I was having dinner with Carolyn the other night when she asked me why I never talk about my feelings with diabetes. It didn't really dawn on me that I don't discuss this much. I can't exactly remember what sparked the conversation either. I only know I have been thinking about it for days. Days.
I have really been trying to figure out why I verbalize so much of so many feelings...and I am totally comfortable doing that. I have always been an open book. I was under the impression that it applied to all of my feelings but I have realized this week that it does not. I think that I don't complain about diabetes much to others or discuss how I feel about it because I don't want to turn it into this negative thing in our lives. I don't want to spend every waking second of every day feeling sorry for us. I just want to live our lives and be as happy as possible, with diabetes in the shadows but not the forefront.
The truth of the matter is, I don't think people want to hear it either. Now, I know if I went to Carolyn and just let the flood gates open, she would be there with her best listening ears...as she always is. That would change things though in some way that I can't figure out. It's almost like I would be letting diabetes get the best of me...by allowing it to take over my emotions. Right now, I have this capability of compartmentalizing things. I almost feel like I have a storage area in my head. Sounds weird, I know. But I take things that have happened to me, good or bad, and gather information, details, reasoning, facts, etc. and I figure out how to process it and where to put it. I then put it in it's storage box, all wrapped up, and put it where I think it needs to be in my head and my heart. Filed away to use as experiences and knowledge down the road. I did this with diabetes and I now know where it is, what it means to me, and how I process it. I think maybe I am afraid if I start FEELING all of these feelings...it may screw up my storage system. I don't want that to happen.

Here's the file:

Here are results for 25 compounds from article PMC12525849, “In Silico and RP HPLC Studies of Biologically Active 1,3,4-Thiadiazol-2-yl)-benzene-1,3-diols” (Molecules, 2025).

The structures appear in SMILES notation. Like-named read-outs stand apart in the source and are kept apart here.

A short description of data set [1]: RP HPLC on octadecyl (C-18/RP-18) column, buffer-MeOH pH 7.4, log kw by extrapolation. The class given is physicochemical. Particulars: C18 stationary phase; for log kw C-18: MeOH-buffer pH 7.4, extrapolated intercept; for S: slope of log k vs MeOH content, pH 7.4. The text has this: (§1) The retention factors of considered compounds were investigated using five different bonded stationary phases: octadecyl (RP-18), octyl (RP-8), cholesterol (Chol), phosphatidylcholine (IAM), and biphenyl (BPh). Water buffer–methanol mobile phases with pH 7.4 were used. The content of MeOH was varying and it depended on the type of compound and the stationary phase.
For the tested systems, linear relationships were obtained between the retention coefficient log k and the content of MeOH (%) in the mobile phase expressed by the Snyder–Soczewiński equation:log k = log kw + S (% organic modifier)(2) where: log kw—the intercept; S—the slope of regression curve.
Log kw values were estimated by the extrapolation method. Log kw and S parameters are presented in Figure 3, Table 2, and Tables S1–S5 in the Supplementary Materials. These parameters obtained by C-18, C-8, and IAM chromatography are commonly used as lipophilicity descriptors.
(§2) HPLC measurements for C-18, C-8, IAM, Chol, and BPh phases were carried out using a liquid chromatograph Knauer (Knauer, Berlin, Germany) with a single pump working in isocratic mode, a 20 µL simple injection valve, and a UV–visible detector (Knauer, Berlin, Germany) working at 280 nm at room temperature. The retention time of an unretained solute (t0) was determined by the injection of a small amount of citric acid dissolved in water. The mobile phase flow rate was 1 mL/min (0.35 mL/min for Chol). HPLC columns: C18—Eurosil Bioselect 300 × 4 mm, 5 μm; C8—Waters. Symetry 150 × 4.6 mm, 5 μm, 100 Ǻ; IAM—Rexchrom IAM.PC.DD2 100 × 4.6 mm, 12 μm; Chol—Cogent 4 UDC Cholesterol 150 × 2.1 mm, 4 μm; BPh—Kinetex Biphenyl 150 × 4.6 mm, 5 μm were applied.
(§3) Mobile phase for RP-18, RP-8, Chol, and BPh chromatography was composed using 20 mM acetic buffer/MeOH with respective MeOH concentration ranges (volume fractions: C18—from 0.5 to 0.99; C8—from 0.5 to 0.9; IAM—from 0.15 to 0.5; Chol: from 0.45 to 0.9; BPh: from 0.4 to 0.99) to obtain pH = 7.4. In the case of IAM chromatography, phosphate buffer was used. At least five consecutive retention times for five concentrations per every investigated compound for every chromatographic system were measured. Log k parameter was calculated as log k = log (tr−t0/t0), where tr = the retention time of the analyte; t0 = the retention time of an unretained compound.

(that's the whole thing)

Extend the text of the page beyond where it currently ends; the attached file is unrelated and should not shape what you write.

I guess the best way to describe diabetes for me is that it is a constant in my head that I have grown accustomed to. It's always there, lurking. My alarm goes off at 6 AM and before my eyes even open...I think about Lily's numbers. Has she gone up or down since the 2 AM check? I try to just lay in bed and enjoy a few minutes of doing nothing prior to getting up but I can't stop thinking, "Is she okay in there?" So, without fail, I go in to do the Breathing Check. Morbid, I know, but only another D mom would get this so why share it with others? Once I realize she's still with me, I can go get ready in my version of peace.
Once Lily gets up, I do all of my diabetes routines in auto-pilot. I get everything ready for her lunch, count all of the carbs, make all of the necessary notes for nurses and teachers, etc. The whole time I am drinking coffee and trying to get dressed for work, I am fighting the image in the mirror. I am tired, I have bags under my eyes, and I am falling asleep while blow drying my hair. When I get up at 2 AM, it's for 4 minutes tops but that disruption in sleep is exhausting. And if her number is not on target at 2 AM, it results in other nightly checks. I am so used to doing this that it just feels natural to do so. I am used to operating under these conditions. It's been almost 4 years since diagnosis.
I go through my day as any other working parent. I enjoy the break the job has to offer. I enjoy the adult interaction. I enjoy having an office and computer and child-free place. The whole time, I am constantly wondering what effect her snack had on her numbers, did she eat all of her lunch, did she get too much insulin at lunch and is now going to go low at recess...it goes on and on. When I pick the girls up from school, I ask questions about their day and Lily's numbers.
My day is typical...for ME. We have a routine as does everyone else. Diabetes has just become part of that routine. I do not want diabetes to take over our lives though. I don't want diabetes to be the culprit for any and all things that go wrong in our lives. I just want it to stay a shadow. I don't want Lily's whole life to be around diabetes either. I think that may be part of the burnout she is going through now. For a long time, all that we did was somehow related to her disease.
I was also really worried about Eric and I trying to date with diabetes in the shadows but honestly, it hasn't caused a problem at all. Eric's girlfriend doesn't seen bothered or scared away and she is great with the girls. Matt was not at all phased by this disease. He has just dived in studying diabetes online and learning all he can. He even wants to help check her, etc.
So, I guess I don't tell too many people, or talk too much about how diabetes effects me daily, both physically and emotionally, because I don't see the point. I have D friends to vent to if I need to. It's much easier because it takes less words. It can take one word: tired, and they know exactly what I mean. I can say, "I have had a bad diabetes day" and no explanation is required. And the more I talk about it or discuss it, the more attention it gets and the shadow is more than likely to take over.